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Movie Star Adding Glitz to Sale of Theater Chain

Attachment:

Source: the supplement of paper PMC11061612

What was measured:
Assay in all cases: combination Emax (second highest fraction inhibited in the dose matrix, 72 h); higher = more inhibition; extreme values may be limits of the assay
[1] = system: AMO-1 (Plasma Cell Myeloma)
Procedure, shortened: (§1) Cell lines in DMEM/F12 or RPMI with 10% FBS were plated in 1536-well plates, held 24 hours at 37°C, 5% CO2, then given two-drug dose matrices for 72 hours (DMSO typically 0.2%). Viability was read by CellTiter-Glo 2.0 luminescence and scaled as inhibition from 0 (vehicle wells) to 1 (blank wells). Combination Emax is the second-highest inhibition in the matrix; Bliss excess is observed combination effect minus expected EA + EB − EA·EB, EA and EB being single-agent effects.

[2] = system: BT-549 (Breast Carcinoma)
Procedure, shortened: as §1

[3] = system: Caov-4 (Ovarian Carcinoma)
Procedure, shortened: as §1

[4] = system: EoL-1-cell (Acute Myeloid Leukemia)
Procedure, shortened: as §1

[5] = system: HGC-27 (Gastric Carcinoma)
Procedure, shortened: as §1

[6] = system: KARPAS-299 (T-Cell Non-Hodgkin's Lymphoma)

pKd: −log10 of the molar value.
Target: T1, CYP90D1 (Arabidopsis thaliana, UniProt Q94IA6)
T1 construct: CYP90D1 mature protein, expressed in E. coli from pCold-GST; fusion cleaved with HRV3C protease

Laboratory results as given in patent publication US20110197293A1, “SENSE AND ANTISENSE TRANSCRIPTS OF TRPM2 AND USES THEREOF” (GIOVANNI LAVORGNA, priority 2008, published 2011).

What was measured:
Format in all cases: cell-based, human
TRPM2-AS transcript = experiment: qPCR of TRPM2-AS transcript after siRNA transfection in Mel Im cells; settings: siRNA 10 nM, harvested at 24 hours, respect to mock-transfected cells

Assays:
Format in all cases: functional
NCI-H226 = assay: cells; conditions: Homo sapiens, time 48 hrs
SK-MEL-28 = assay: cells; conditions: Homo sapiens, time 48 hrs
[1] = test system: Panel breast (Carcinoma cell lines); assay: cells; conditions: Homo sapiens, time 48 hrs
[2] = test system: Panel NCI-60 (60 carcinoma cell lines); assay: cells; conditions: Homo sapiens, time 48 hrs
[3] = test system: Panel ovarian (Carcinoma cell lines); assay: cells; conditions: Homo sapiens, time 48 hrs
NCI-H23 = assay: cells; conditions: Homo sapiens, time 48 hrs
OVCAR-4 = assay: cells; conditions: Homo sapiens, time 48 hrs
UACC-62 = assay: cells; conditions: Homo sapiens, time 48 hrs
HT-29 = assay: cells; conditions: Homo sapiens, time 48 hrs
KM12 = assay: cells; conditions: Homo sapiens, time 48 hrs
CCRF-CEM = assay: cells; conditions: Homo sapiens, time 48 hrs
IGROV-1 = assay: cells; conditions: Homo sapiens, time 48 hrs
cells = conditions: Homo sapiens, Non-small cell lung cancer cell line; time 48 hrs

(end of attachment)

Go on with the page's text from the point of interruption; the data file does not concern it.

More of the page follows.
Sundance Cinemas has built its business on pricey upscale amenities such as rocking-chair seats and craft beer, as well as a combination of independent films and commercial blockbusters. That has allowed the Westlake Village movie theater chain, an independently operated entity of Robert Redford’s Sundance Group Inc., to ride the premium movie-experience trend and boast five consecutive years of revenue and cash-flow growth. But for all its success, it’s still subject to the cycles of the investment firm that finances it. Its major funder, downtown L.A.’s Oaktree Capital Management, is in a divestment period and Sundance Cinemas announced last month it has hired West Los Angeles investment bank Salem Partners to help it find a buyer. The sale could signal an opportunity for a new investor to inject more cash into the chain and allow it to continue to expand beyond its current five locations – or make it a target for consolidation among art house-style theaters. “I don’t think Regal (Entertainment Group) will be a buyer for Sundance,” said Leo Kulp, an RBC Capital Markets analyst who follows large exhibition chains such as Regal and AMC Theaters. “You may see a larger art house chain step in and potentially bid for this. I suspect there are some synergies from consolidation.” The Sundance chain was formed as an extension of Redford’s Sundance Film Festival. After the success of his first few festivals in the 1990s, he wanted to distribute those independent films nationwide. It didn’t make sense back then to open a theater, so he started the Sundance Channel instead. But about eight years ago, frustrated with the state of audience experience in theaters as a movie-goer and a filmmaker, Redford revisited the idea of opening a movie chain and founded Sundance Cinemas with financing from Oaktree. At the very least, the potential sale of the chain has drawn attention to the state of the movie exhibition industry. Despite a slow year in 2014 and increasing competition from home entertainment options such as video-on-demand, overall cinemas are having a strong year. Big movies so far for this year include “Jurassic World” and “Furious 7,” from NBCUniversal; “The Avengers: Age of Ultron” from Walt Disney Co. and “Inside Out,” from Disney’s Pixar Studio. The summer movie season that started May 1 has grossed $2.4 billion domestically as of the Fourth of July weekend. “The theater business is actually very robust,” said Paul Dergarabedian, senior media analyst at Rentrak. “We are having a banner year and are on pace for what could be the first $11 billion year in America and $40 billion worldwide.” The strong box office is helping publicly traded exhibition chains see revenue growth as well, Kulp added. Premium service Sundance opened its first cinema in Madison, Wisc., eight years ago. Since then it has added four more locations in Houston, San Francisco, Seattle and West Hollywood, for a total of 37 screens. The company has plans to open an eight-screen theater in a new $150 million mixed-use project in Dobbs Ferry, N.Y. next year – its first on the East Coast. The cinemas boast luxury seating, bistro fare such as fresh salads and flat breads, hand-crafted mixed drinks as well as large indoor or outdoor lounge areas and art galleries. Last week’s showings included indies such as “Infinitely Polar Bear” and blockbusters such as “Jurassic World.” Tickets run between $7 and $19. As a privately held company, Sundance doesn’t disclose its finances, and Sundance, Salem Partners and Oaktree all declined to comment for this story. But last year Arthouse Convergence, a national organization of independent movie theaters, surveyed 129 private arthouse theaters about their operations. Three-fourths reported higher attendance in 2013 than the previous year, for a median total of about 70,000 visitors. The arthouses reported average revenue of $1.1 million in 2013, according to the most recent survey. About half of that was generated from the box office, amounting to about $260,000 per screen or $521,000 per theater. “The arthouse world was up and doing well in 2014 so the Sundance sale is going to be a reflection of the business dynamic of that particular niche exhibition,” said Russ Collins, founder of Arthouse Convergence and director of an arthouse cinema in Michigan. Local theaters similar to Sundance Cinemas include the Laemmle chain, and independents New Beverly Cinema, programmed by director Quentin Tarantino; Nuart Theatre; and the Egyptian and Aero theaters operated by the non-profit American Cinematheque. If Sundance sells, its future depends on who buys it. If it’s another investor, it’s likely the company continues to operate in the same fashion. It may pursue further expansion. If another chain steps in, such as Landmark Theatres, it could mean a consolidation. “What we saw in the larger theater industry is consolidation,” Kulp explained. “There are now four massive nationwide chains that control 50 percent of the industry and it’s an opportunity for arthouses to do a similar consolidation.” The types of amenities Sundance offers are all the things that larger commercial chains are starting to incorporate into their theaters to make them attractive to audiences. Most notably, AMC has renovated some of its theaters with reclining lounge chairs and offering full bar services; attendance increased more than 80 percent in those theaters. Sundance’s premium approach could be attractive to a theater chain looking to cash in on the success of such an environment – which most experts think is going to keep audiences in movie seats for years to come. “Audiences want an outside-of-the-home experience especially if the weather is bad,” said Dergarabedian. “We all have kitchens but we still go out to eat.”

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